When you’re having a rough day, it’s fun to imagine how you’d quit your job. In fact, you may even fantasize about using a famous movie quote on your boss after you storm out of the office during one such disgruntled occasion:
- “If I’m not back in five minutes, just wait longer” –Jim Carrey as Ace Ventura in Ace Ventura: Pet Detective (1994)
- “You’ve got to ask yourself one question: ‘Do I feel lucky?’ Well, do ya, punk?” –Clint Eastwood as Dirty Harry in Dirty Harry (1971)
- “Do you like apples? Well, how do you like them apples?” –Matt Damon as Will Hunting in Good Will Hunting (1997)
- “Hasta la vista, baby.” –Arnold Schwarzenegger as The Terminator in The Terminator 2: Judgement Day (1991)
An alarming fact for managers is that despite high rates of unemployment, people are still quitting their jobs in droves. More than 2 million Americans are voluntarily leaving their jobs every month, according to the U.S. Department of Labor Bureau of Labor Statistics, which refers to them as “Quits.”
It seems there are a few things employees just won’t tolerate—with or without an economic recession. A recent study by Accenture (via Forbes) reports the following reasons people leave their job, and it may surprise you:
- Dislike boss (31%)
- Lack of empowerment (31%)
- Internal politics (35%)
- Lack of recognition (43%)
So what can law firm managers learn from this survey? First, leadership is not just commanding, sometimes it’s also camaraderie. Second, employees need to feel empowered. Third, leave gossiping and favoritism at the door. And finally, reward your employees for a job well done when deserved.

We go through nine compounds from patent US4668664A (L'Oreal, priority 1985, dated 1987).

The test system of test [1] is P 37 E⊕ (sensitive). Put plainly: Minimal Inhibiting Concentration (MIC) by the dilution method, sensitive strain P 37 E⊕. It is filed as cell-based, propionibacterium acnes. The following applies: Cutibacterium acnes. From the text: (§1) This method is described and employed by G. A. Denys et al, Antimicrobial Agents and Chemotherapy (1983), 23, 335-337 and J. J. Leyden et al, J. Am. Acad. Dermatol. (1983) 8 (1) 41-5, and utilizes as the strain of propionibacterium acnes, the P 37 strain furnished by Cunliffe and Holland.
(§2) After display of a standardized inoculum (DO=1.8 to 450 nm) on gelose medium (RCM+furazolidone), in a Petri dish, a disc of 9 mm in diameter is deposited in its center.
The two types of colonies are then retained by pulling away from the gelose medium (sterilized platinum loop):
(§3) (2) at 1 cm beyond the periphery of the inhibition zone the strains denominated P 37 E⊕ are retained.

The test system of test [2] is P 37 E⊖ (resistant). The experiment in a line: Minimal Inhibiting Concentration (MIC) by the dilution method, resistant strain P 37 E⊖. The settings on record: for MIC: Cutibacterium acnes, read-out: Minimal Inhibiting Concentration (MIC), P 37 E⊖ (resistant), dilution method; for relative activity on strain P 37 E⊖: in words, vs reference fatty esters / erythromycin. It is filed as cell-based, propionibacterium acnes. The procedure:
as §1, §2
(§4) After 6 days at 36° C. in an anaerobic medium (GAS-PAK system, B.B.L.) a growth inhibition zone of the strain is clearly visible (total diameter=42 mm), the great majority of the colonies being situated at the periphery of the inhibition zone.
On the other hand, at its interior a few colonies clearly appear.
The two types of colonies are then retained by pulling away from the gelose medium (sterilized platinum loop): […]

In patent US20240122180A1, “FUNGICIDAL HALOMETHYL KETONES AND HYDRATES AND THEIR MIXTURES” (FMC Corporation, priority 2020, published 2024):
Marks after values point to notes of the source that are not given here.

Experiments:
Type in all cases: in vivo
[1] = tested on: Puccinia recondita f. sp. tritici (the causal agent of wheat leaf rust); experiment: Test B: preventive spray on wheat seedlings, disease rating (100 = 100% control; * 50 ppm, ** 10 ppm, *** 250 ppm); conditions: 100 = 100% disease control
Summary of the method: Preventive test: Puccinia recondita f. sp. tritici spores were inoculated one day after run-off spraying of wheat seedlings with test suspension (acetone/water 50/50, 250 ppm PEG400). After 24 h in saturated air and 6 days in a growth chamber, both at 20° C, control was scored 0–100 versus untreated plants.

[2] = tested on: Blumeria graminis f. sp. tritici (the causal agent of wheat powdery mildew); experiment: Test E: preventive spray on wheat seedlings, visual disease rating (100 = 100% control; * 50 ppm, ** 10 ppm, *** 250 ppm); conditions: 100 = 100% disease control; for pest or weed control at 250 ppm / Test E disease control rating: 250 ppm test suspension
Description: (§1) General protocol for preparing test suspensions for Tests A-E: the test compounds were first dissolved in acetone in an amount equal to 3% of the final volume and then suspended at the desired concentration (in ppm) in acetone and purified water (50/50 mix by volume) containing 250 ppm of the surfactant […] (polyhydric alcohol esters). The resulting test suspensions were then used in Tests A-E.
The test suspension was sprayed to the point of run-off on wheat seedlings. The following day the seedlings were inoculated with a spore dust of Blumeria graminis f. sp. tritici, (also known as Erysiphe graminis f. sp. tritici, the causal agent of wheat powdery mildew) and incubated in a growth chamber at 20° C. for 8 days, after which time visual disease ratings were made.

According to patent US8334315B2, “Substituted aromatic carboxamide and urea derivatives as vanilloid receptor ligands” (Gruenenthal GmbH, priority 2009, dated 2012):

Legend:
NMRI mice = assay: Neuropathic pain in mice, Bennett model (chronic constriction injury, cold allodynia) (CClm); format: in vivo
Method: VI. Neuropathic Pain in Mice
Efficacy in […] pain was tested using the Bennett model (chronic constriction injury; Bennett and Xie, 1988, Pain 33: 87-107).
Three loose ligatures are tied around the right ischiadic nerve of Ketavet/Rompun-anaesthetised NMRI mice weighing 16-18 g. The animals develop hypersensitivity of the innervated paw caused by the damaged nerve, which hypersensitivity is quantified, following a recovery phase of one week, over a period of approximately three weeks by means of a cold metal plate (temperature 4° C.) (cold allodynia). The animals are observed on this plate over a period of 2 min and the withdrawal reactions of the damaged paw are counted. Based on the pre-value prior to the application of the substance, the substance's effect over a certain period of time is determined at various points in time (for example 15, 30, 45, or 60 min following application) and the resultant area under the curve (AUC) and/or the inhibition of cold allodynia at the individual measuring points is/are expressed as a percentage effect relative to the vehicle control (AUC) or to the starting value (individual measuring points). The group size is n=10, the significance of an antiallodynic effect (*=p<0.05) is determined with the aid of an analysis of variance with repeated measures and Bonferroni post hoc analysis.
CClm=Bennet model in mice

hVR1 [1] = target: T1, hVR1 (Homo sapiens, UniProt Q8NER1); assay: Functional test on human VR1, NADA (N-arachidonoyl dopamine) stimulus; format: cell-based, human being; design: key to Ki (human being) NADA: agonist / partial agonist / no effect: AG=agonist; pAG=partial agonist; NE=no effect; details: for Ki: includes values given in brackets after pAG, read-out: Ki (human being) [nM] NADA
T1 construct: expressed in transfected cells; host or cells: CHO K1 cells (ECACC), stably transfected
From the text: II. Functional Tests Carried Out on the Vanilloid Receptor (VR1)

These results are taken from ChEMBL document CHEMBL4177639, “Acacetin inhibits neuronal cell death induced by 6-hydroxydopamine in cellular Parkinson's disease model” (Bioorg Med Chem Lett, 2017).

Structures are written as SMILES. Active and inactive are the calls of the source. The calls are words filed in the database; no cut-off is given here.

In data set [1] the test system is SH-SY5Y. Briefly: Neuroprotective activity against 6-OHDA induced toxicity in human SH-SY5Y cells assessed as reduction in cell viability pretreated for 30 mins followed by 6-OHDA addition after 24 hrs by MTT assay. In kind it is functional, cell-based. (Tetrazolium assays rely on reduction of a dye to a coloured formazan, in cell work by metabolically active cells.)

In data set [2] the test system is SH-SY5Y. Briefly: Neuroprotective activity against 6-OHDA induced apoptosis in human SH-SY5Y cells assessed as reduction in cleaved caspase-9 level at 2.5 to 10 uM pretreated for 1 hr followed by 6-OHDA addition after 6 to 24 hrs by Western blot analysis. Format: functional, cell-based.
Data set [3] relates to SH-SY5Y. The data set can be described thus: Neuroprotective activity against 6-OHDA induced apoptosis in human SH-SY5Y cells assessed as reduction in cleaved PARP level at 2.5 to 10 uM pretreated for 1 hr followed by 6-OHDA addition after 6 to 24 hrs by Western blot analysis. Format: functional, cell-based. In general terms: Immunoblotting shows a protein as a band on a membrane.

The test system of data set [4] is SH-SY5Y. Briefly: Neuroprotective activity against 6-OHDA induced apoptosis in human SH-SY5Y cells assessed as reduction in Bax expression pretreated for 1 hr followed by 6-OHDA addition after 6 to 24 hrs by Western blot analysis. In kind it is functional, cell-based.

Here are four ways to retain your law firm professionals and the movie quotes that will help you remember them:
“What we’ve got here is a failure to communicate.” –Strother Martin as The Captain in Cool Hand Luke (1967)
One of the most cited reasons that employees leave their jobs is because they dislike their boss. In a profession like legal services, where positions are extremely hierarchical, it can be easy to fall into ranks. First years get all the dirty work, partners get all the recognition from clients. In order to keep your associates from quitting in a fit of rage (and maybe even starting their own competing firm) be a boss that listens.
Keep tabs on all your associates. Do they seem stressed? Overworked? Do they complain a lot? Make sure your subordinates feel comfortable voicing their concerns or asking questions.
If you feel out of touch, take one or two younger associates to lunch. Ask them about their work satisfaction. Really take note of their responses with two-way communication.
Make an open-door policy. If you need expert advice on handling difficult conversations with your employees, read C4CM’s guide here. If you don’t know how to write formal or informal policies on boss-subordinate communication, or want to know how to create an open-door policy, find guidance for managers here.
If your employees don’t like you as a boss, it likely means you’re failing as one.
“Nobody puts Baby in a corner.” –Patrick Swayze as Johnny Castle in Dirty Dancing (1987)
Another reason employees quit their job is a lack of feeling empowered. Employees will work harder and longer if you give them ownership over their work.